How to Pick the Right Co-Founder?

Mili Kataria

Head Branding & Marketing – Hesa | Founder @ Pandora’s Box | Mentor – I help Startups understand and explore their Core & translate it into their Growth Story | Passion that drives me – #Impact1founderAday

As a founder, you know what it means to have a co-founder by your side.

If I put it in numbers, it’s twice everything:

  • twice the time given and efforts made for your business’s growth
  • twice the talent, twice the strength
  • and twice the speed at which you can scale

When I say twice, it means two different individuals. It’s not someone who’s my complete look-alike or the polar opposite. A co-founder to me is my complementary half in some areas (like hard skills and personality) and a mirror image in some aspects (like passion and work commitment).

Through this blog, I’ll share with you the 6 most important factors/ qualities to look out for in your co-founder.

  • United By Vision

Your co-founder should believe in your vision and be passionate about achieving it. This aspect is the foundation on which you’ll build your entrepreneurial bond with them. If you happen to join hands with a co-founder who aces at everything he does but doesn’t align with you on a belief (vision) level, then you very well know what the outcome of this business bond will be. You’ll have a strained relationship with her/him – both of you wouldn’t be open to opinions and might often get into arguments (that eventually does not yield any good results).

  • Divided By Hard Skills:

Your ideal co-founder is an analytical type if you’re more on the creative side. If you’re a product pro, she/he must be a business genius who can spread the word about your state-of-art product in the market. You manage many areas as a founder, and no matter how diligent you are – you won’t be able to tackle them all alone. Hence, your co-founder needs to be the best in an area where you are having a hard time.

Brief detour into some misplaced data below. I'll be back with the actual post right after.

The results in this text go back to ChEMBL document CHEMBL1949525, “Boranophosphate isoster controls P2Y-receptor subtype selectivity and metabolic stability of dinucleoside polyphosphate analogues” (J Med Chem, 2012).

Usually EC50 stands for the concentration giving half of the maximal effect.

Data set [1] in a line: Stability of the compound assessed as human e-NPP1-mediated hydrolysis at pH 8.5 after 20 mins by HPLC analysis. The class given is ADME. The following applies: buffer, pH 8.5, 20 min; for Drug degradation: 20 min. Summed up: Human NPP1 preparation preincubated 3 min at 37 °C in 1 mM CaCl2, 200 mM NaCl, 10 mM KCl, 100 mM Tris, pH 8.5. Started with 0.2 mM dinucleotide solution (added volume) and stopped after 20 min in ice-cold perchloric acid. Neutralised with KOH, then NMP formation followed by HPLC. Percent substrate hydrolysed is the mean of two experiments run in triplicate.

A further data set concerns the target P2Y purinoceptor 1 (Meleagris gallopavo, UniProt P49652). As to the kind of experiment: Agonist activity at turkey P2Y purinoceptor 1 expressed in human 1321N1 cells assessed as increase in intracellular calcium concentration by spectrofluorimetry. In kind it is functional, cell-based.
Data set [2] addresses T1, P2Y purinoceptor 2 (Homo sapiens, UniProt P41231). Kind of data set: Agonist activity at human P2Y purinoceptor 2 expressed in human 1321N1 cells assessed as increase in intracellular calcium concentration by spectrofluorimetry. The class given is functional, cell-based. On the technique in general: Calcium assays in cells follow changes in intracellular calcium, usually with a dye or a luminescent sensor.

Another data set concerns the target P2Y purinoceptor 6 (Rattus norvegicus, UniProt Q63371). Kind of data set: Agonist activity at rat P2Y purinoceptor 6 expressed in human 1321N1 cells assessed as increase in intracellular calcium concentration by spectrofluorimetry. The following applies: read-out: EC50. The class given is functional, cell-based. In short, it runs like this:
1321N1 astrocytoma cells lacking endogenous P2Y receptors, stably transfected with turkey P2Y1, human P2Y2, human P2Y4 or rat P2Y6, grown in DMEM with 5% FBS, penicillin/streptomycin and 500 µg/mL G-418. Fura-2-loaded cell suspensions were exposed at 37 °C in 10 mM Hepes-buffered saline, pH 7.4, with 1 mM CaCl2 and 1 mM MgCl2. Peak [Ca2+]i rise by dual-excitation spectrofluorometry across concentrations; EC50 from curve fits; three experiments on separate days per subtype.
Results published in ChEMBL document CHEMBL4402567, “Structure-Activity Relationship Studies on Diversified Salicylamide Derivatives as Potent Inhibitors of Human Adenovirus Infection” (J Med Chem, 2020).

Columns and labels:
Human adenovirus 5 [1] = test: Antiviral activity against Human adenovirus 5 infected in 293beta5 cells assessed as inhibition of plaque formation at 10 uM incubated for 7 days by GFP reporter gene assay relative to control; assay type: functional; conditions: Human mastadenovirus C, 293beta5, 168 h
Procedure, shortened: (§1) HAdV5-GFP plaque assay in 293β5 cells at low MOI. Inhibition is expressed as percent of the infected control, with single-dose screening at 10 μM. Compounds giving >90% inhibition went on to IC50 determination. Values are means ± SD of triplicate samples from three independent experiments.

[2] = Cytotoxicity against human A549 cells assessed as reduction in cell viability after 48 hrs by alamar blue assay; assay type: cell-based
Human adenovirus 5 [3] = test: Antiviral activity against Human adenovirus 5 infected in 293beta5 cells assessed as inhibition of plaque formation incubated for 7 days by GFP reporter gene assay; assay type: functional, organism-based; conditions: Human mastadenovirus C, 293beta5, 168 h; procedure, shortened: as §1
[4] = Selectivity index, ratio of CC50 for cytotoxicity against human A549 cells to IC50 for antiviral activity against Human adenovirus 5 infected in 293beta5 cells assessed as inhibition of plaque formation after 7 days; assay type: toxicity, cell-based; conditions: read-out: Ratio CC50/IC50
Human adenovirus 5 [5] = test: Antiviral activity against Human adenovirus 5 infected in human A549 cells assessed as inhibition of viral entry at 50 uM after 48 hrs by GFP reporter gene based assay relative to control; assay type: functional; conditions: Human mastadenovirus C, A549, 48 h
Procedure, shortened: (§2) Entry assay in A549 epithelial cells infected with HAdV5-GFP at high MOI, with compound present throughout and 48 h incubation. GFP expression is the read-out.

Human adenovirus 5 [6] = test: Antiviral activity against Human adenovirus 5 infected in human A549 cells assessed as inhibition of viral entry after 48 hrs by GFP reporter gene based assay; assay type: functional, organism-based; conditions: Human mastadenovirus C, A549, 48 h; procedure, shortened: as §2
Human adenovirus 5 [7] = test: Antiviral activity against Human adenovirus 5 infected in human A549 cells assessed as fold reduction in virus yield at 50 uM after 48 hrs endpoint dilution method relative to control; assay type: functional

In short, a person with a complementary skill set.

There is one more important point I would like to highlight here:

Even in an industry discipline, there are differences in core operational strengths. Often you’ll see highly technical businesses have more than one technical co-founder, but there too one will be a good architect while the other has a talent for R&D engineering.

So, even if you’re an expert in one area, you might want a co-founder who can take care of the other area(s) for you.

  • The Good Cop – Bad Cop Pair:

Your co-founder must be a person with a complementary temperament to yours. If you like to go all out, he should be the one that helps you hold your horses before making big decisions. If you’re the shy type who loves being behind the curtain, he should take center stage for you. By this, I don’t mean that 360-degree opposites should attract or fire must seek ice. Instead, try to find someone who will fill in the gaps around your personality and strengths to make both of you complete.

This kind of diverse combination will help you leave a good impression on employees, partners, and investors. You’ll also see that some of these people (third parties, mostly) might be more comfortable talking to you, while others with your co-founder. It only means you two can address and attract varied audience groups and speak to different groups of individuals.